William Lacy Swing

We’re Failing Today’s Boat People

By William Lacy Swing

In 1975, the world acted to save Boat People from Indochina; the Boat People of today are ignored

Forty years ago this spring, the world witnessed one of the turning points of the Cold War: the closing of the U.S. Embassy in South Vietnam, followed quickly by the panicked evacuation of Americans and their allies from the region and then the tragedy of hundreds of thousands of so-called Boat People fleeing from Vietnam into the South China Sea.

Migrants Must Be Saved, Not Counted

iom map

By William Lacy Swing, IOM Director General

GENEVA--Easter tells us of mankind's triumph over injustice; Passover of mankind's liberation from dictatorship.

Both holidays should remind everyone today living in peace and security of the terrible price millions elsewhere are paying to achieve the freedom to live in dignity.

IOM’s Principles for Humanitarian Action (PHA): A Policy for the Field - Next Steps

By William Lacy Swing, IOM Director General

Last year we embarked on a pivotal process of defining IOM’s actions vis-à-vis the humanitarian principles of humanity, impartiality, independence and neutrality and to have them embedded in a policy – IOM’s Principles for Humanitarian Action (PHA).

IOM Director General’s Message on International Women's Day 2015

By William Lacy Swing

More women are on the move than ever before. They represent approximately half of the world’s one billion migrants and are approximately half of the estimated 51 million displaced persons.

On this year’s International Women’s Day, IOM calls on the international community to ensure the empowerment of migrant and displaced women through the full realization of their human rights.

As we commemorate the historic twenty-year anniversary and review of the Beijing Declaration and Platform for Action, we must acknowledge that, while there have been many significant achievements in realizing women’s rights, serious gaps remain in making gender equality a reality. This is particularly true for migrant women.

IOM Director General Calls for Action to Save Migrants Lives on International Migrants Day 2014

On International Migrants Day 2014, December 18th, IOM Director General William Lacy Swing is calling for urgent action to save the lives of migrants and stop smugglers from exploiting their desperation to extort huge sums of money.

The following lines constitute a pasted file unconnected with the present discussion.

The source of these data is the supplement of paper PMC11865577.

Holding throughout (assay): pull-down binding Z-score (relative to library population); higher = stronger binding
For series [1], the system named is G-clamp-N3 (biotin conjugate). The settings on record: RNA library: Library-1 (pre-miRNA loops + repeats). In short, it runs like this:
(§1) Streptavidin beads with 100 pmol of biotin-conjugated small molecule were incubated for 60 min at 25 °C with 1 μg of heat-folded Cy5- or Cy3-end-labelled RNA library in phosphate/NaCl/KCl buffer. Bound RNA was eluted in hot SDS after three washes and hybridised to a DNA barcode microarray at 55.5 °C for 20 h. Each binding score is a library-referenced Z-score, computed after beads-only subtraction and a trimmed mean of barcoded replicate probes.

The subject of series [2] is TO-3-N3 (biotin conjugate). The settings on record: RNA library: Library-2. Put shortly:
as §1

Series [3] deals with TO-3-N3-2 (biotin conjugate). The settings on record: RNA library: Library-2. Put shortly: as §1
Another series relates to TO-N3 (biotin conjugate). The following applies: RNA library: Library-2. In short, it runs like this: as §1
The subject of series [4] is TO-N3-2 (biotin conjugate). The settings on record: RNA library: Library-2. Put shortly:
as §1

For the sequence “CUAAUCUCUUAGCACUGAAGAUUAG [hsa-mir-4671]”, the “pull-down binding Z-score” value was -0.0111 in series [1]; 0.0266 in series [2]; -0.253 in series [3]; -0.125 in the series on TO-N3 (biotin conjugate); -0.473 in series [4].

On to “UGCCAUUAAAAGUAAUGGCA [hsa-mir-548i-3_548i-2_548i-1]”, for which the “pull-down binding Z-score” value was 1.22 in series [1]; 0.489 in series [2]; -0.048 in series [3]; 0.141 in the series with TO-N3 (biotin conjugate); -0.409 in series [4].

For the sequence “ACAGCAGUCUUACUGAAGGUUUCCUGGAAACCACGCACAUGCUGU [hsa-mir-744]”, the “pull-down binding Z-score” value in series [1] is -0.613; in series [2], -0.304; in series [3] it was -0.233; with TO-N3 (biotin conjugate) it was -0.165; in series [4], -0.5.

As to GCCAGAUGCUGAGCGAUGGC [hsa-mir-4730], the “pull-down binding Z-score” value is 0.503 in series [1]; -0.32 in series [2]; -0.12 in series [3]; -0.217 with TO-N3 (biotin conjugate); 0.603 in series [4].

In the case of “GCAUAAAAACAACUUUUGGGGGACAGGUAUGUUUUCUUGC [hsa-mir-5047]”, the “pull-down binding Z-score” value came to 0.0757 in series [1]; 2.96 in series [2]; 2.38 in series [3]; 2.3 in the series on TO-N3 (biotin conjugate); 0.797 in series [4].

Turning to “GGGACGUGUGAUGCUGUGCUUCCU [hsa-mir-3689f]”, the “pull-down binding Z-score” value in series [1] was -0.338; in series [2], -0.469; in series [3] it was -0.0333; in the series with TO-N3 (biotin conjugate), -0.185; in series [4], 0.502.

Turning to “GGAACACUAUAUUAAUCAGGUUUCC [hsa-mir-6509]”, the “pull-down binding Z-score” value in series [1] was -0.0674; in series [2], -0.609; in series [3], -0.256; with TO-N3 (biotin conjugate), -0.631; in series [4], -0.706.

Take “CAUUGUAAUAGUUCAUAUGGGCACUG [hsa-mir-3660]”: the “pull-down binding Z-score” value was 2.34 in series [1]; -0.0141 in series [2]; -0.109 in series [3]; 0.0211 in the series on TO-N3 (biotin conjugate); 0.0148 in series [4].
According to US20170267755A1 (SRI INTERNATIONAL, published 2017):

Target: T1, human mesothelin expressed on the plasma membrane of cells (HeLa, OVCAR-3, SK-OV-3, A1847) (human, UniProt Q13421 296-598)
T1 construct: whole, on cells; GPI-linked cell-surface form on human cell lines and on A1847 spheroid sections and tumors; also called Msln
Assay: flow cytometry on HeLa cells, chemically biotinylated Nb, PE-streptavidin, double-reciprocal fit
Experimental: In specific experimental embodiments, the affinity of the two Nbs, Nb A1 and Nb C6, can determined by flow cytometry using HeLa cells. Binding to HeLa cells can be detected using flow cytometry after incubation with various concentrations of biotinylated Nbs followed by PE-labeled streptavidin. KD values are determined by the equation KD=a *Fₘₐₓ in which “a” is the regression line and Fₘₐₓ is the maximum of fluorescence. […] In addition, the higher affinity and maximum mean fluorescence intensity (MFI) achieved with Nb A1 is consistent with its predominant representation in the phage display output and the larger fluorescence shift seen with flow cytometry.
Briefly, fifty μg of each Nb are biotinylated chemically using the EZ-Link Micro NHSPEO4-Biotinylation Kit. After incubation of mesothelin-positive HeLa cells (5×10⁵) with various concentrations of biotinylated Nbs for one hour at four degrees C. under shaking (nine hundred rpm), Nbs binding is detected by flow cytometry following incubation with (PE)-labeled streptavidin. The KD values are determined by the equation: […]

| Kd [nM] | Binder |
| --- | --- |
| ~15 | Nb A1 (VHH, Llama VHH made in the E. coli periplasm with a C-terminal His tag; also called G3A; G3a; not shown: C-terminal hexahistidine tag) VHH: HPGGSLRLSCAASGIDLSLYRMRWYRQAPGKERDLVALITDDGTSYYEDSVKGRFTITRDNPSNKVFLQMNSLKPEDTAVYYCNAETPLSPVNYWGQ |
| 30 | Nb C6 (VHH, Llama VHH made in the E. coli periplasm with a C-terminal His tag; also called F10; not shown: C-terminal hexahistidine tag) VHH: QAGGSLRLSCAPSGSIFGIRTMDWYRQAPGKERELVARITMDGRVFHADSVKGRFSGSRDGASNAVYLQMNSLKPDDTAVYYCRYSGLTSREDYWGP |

IOM data shows that the number of migrants dying on dangerous journeys in the hope of finding better lives for themselves and their families, is rising.

Why We Do What We Do: Defining Our Humanitarian Policy

Evacuated from Central African Republic, a girl arrives on a military convoy at Doyaba Transit Centre in Sarh, Chad. © IOM 2014 (Photo by Craig Murphy)

By William Lacy Swing, IOM Director General

Is IOM a humanitarian organization? Yes, is the resounding answer. That’s certainly the way you, the staff, see us. The proof came as recently as 19 August, World Humanitarian Day, when IOM supplied more “humanitarian hero” profiles to the global WHD website than any other organization.

Be Heard on World Humanitarian Day

By William Lacy Swing, IOM Director General

Last week I delivered an address for a graduation ceremony at Oxford University.  Following the ceremony, a student approached me with a smile. “I know all about IOM,” she shared. “I’ve been following your #MigrationMeans campaign on Twitter.”

Order Out of Chaos

By IOM Director General William Lacy Swing

Today, May 8 marks six months since Typhoon Haiyan wreaked untold devastation across the Central Philippines. This largest storm in history provoked an appropriately powerful humanitarian response, led by the Philippines government and supported closely by IOM, and by many individuals through private donations and through their taxes which allowed governments to support our work.

The Double Danger of Being both a Migrant and a Woman

By IOM Director General William Lacy Swing

In today’s increasingly mobile and interconnected world, migration has become an integral part of the lives of over 100 million women. At different stages of their lives, a growing proportion of these women leave their familiar surroundings to study, work, marry, reunite with their families or flee a dangerous situation.